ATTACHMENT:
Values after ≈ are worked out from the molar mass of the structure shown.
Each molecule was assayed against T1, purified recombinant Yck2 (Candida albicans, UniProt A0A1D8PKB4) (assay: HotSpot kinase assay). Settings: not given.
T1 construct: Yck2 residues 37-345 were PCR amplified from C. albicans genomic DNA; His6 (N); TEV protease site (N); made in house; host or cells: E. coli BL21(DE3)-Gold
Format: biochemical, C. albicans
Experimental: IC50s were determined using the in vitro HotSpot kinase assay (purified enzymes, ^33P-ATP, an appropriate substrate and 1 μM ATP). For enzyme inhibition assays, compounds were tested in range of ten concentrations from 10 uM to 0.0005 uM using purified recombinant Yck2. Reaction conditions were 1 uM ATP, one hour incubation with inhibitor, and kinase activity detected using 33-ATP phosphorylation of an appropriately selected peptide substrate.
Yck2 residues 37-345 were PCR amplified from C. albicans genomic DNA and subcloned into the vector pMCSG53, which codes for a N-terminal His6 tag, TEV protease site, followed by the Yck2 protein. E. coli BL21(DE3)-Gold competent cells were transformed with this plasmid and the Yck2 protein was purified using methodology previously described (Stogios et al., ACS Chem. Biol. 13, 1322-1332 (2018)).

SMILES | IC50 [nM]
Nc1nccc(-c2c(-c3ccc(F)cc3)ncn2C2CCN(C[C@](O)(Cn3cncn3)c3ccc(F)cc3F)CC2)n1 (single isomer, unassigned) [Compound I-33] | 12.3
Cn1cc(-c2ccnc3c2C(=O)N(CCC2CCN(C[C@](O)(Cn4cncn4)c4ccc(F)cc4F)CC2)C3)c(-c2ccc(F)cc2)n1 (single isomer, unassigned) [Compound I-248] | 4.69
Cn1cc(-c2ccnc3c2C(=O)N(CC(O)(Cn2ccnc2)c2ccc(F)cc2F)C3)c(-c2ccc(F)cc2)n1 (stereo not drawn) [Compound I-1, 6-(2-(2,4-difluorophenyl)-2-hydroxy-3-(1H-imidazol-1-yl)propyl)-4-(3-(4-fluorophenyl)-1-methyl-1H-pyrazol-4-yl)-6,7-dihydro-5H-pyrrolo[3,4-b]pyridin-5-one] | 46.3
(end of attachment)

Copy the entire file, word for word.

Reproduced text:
Values after ≈ are worked out from the molar mass of the structure shown.
Each molecule was assayed against T1, purified recombinant Yck2 (Candida albicans, UniProt A0A1D8PKB4) (assay: HotSpot kinase assay). Settings: not given.
T1 construct: Yck2 residues 37-345 were PCR amplified from C. albicans genomic DNA; His6 (N); TEV protease site (N); made in house; host or cells: E. coli BL21(DE3)-Gold
Format: biochemical, C. albicans
Experimental: IC50s were determined using the in vitro HotSpot kinase assay (purified enzymes, ^33P-ATP, an appropriate substrate and 1 μM ATP). For enzyme inhibition assays, compounds were tested in range of ten concentrations from 10 uM to 0.0005 uM using purified recombinant Yck2. Reaction conditions were 1 uM ATP, one hour incubation with inhibitor, and kinase activity detected using 33-ATP phosphorylation of an appropriately selected peptide substrate.
Yck2 residues 37-345 were PCR amplified from C. albicans genomic DNA and subcloned into the vector pMCSG53, which codes for a N-terminal His6 tag, TEV protease site, followed by the Yck2 protein. E. coli BL21(DE3)-Gold competent cells were transformed with this plasmid and the Yck2 protein was purified using methodology previously described (Stogios et al., ACS Chem. Biol. 13, 1322-1332 (2018)).

SMILES | IC50 [nM]
Nc1nccc(-c2c(-c3ccc(F)cc3)ncn2C2CCN(C[C@](O)(Cn3cncn3)c3ccc(F)cc3F)CC2)n1 (single isomer, unassigned) [Compound I-33] | 12.3
Cn1cc(-c2ccnc3c2C(=O)N(CCC2CCN(C[C@](O)(Cn4cncn4)c4ccc(F)cc4F)CC2)C3)c(-c2ccc(F)cc2)n1 (single isomer, unassigned) [Compound I-248] | 4.69
Cn1cc(-c2ccnc3c2C(=O)N(CC(O)(Cn2ccnc2)c2ccc(F)cc2F)C3)c(-c2ccc(F)cc2)n1 (stereo not drawn) [Compound I-1, 6-(2-(2,4-difluorophenyl)-2-hydroxy-3-(1H-imidazol-1-yl)propyl)-4-(3-(4-fluorophenyl)-1-methyl-1H-pyrazol-4-yl)-6,7-dihydro-5H-pyrrolo[3,4-b]pyridin-5-one] | 46.3